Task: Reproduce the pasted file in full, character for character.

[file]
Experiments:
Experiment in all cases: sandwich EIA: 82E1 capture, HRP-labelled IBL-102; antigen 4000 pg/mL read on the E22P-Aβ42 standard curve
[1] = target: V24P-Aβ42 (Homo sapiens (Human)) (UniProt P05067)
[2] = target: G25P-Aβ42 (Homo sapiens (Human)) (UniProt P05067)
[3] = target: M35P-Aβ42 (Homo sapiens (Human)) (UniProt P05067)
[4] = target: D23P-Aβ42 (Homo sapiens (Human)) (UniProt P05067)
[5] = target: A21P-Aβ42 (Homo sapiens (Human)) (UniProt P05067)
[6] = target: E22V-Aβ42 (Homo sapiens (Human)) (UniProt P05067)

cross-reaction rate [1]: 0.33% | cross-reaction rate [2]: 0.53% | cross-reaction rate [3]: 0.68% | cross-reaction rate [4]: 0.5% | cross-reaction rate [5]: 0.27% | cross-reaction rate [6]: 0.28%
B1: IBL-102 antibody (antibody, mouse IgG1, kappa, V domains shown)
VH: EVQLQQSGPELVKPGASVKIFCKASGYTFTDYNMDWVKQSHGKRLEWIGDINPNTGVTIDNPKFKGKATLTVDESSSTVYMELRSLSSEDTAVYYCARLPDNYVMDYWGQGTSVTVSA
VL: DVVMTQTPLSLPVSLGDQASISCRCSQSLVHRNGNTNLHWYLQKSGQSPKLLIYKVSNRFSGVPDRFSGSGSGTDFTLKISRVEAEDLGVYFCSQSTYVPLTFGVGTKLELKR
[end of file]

Experiments:
Experiment in all cases: sandwich EIA: 82E1 capture, HRP-labelled IBL-102; antigen 4000 pg/mL read on the E22P-Aβ42 standard curve
[1] = target: V24P-Aβ42 (Homo sapiens (Human)) (UniProt P05067)
[2] = target: G25P-Aβ42 (Homo sapiens (Human)) (UniProt P05067)
[3] = target: M35P-Aβ42 (Homo sapiens (Human)) (UniProt P05067)
[4] = target: D23P-Aβ42 (Homo sapiens (Human)) (UniProt P05067)
[5] = target: A21P-Aβ42 (Homo sapiens (Human)) (UniProt P05067)
[6] = target: E22V-Aβ42 (Homo sapiens (Human)) (UniProt P05067)

cross-reaction rate [1]: 0.33% | cross-reaction rate [2]: 0.53% | cross-reaction rate [3]: 0.68% | cross-reaction rate [4]: 0.5% | cross-reaction rate [5]: 0.27% | cross-reaction rate [6]: 0.28%
B1: IBL-102 antibody (antibody, mouse IgG1, kappa, V domains shown)
VH: EVQLQQSGPELVKPGASVKIFCKASGYTFTDYNMDWVKQSHGKRLEWIGDINPNTGVTIDNPKFKGKATLTVDESSSTVYMELRSLSSEDTAVYYCARLPDNYVMDYWGQGTSVTVSA
VL: DVVMTQTPLSLPVSLGDQASISCRCSQSLVHRNGNTNLHWYLQKSGQSPKLLIYKVSNRFSGVPDRFSGSGSGTDFTLKISRVEAEDLGVYFCSQSTYVPLTFGVGTKLELKR